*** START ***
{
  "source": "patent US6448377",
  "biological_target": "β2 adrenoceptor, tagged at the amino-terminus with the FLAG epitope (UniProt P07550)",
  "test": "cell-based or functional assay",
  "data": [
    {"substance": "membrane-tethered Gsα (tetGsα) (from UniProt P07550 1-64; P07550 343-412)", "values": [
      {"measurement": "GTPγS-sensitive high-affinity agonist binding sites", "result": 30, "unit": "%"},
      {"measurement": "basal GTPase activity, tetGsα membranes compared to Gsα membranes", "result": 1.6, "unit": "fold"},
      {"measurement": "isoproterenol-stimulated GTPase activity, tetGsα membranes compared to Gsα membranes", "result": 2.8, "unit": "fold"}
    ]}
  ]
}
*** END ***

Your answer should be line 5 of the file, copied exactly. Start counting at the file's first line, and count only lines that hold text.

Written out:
  "data": [